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In Search of Lost Time: Proust 6-pack (Proust Complete) Slp Edition
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Top Customer Reviews
Among the first things that struck me about this novel is its paradoxical nature: It is both intimate and epic at the same time.Read more ›
First, commit to reading the whole thing, all seven volumes, all million+ words. However if the commitment frightens you (as it should) first read Swann's Love, the middle part of the first volume.
Second, if you commit don't be afraid to take a break and leave the book aside. I began reading it fifteen years ago, and read Swann's Love several times before finally getting a one volume omnibus and reading the whole thing. It took me eight months, during which I freely allowed myself to read other books.
Third, don't read Alain de Botton's How Proust Can Change Your Life until you're reached the final volume. It's a wonderful book, but if you want to read the Search, then De Botton's little book is a "digestif" that will help you put Proust in perspective.
Fourth, you don't have to read Proust. No one does. If you don't enjoy reading the Search, leave it alone. Proust never liked the title "The Search for Lost Time" and I think he might have actually preferred the now discredited original English translation title "Remembrance of Things Past".* In French Lost Time (Temps Perdu) implies a waste of time, and Proust was very conscious of having wasted the first forty years of his life.
Lastly, I wouldn't worry too much about the translation. I read the Search in French and it struck me that translating Proust wouldn't be much harder than reading him. The essence of Proust's style is not dramatic rhetoric, it is patient and painstaking descriptions and explanations. He wants the reader to understand something very complex and subtle: his or her own self. You'll find the drama in his philosophy.Read more ›
The Modern Library 6 book cased edition by translators Moncrieff, Kilmartin, and Enright, turned out to be more than good; it was a delightful, easy style, not obscure or convoluted; you readily could appreciate Proust's incredibly detailed yet smooth, almost poetic style, with his superb attention to psychological detail in how one thinks, feels and reacts to events and memory. I will not go much into the plot or the literary stature of the book as I am sure it has all been covered elsewhere quite capably. I will say the main theme is the close critical observation of the social life of the era, the pretensions of the very rich and the competing social climbers, and more significantly, the conveying of one's life to such an extent that it almost takes over your own; you may well be lured into taking one reality for the other.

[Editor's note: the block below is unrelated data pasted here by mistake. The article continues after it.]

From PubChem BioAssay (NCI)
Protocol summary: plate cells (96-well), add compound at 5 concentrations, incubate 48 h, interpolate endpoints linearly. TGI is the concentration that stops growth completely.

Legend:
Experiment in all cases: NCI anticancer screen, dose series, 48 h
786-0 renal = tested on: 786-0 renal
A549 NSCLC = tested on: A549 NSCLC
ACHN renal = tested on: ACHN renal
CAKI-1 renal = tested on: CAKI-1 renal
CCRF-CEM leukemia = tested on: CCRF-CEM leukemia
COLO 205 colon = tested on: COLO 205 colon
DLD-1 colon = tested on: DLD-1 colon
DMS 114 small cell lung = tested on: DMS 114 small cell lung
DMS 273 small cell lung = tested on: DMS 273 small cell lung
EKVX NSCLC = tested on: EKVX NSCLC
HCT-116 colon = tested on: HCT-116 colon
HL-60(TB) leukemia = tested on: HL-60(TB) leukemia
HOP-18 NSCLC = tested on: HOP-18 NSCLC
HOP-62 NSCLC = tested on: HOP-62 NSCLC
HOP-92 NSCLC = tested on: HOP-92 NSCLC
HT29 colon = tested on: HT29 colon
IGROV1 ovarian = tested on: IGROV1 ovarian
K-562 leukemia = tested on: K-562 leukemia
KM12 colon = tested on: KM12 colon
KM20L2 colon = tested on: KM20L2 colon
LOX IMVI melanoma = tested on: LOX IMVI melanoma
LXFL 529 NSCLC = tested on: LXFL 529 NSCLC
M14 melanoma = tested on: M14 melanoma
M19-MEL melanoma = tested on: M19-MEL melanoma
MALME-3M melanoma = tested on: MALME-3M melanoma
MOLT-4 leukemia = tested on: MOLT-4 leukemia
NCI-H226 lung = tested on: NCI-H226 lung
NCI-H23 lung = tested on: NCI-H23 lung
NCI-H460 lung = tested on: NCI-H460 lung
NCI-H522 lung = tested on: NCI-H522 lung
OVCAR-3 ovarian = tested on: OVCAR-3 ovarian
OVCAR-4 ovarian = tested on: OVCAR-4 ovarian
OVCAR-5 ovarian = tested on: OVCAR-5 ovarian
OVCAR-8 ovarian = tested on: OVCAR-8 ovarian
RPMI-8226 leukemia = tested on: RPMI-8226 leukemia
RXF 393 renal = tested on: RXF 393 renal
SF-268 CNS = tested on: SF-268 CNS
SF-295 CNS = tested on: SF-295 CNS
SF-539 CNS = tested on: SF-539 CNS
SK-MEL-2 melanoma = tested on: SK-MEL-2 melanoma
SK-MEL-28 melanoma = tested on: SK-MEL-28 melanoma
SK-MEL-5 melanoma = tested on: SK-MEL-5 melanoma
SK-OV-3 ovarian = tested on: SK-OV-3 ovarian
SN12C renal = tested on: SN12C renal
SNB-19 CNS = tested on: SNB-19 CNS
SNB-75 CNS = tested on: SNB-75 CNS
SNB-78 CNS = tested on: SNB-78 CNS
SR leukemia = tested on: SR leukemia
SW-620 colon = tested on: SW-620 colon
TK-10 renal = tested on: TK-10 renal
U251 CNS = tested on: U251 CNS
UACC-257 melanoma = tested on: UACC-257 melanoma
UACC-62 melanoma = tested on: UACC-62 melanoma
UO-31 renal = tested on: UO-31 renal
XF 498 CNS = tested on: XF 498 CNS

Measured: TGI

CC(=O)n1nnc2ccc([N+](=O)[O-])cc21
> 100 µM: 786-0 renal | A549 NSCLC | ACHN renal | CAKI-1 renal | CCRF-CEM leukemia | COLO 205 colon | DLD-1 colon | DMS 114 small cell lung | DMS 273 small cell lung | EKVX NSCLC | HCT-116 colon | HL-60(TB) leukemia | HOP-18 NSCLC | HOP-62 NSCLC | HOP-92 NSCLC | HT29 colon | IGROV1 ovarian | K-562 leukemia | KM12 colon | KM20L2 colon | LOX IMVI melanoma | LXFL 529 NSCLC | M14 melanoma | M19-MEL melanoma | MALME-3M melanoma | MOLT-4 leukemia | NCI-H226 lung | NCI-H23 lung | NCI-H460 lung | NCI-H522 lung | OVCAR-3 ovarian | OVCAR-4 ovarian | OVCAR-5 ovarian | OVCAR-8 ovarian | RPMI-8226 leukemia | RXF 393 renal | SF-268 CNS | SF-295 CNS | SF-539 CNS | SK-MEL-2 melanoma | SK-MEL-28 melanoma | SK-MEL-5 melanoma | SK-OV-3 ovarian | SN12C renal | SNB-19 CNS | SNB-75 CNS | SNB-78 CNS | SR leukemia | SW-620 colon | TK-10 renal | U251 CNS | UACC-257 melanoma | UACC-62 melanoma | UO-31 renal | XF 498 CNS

Did I get everything out of the book I could have? No. Why?Read more ›
Most Recent Customer Reviews
this is now in my library, to help with the philosophy research , adrianPublished 10 days ago by A. P. Van Mil
The categories and stars are absurd. It's Proust, yo! Everything as good as anything on Earth, and the updated Kimartin translation great! Read morePublished 1 month ago by Perry Weiner
Answering Amazon's quiz of questions regarding this book is somewhat hilarious. Proust nearly invented written inner-psyche in 1913, and this book continues to inspire generations... Read morePublished 1 month ago by James T Kentfield
If you have the moxie to finish this and the talent to grasp it, you can genuinely expect never to find another book its equal.Published 4 months ago by Johnny Bloodsmoke
It took me a year and a half to finish all seven books (stopping to read other things along the way), but I'm glad I stuck with it! Volume seven pulled so many threads together.Published 7 months ago by Janet M. Madden
"The past is never dead. It's not even past." William Faulkner.
Marcel takes about 3,500 pages to say the same thing. Thank goodness.
I started reading this recently. I began with the older translation by Moncrieff, but that was like wading through sludge. Read morePublished 11 months ago by Jacob M.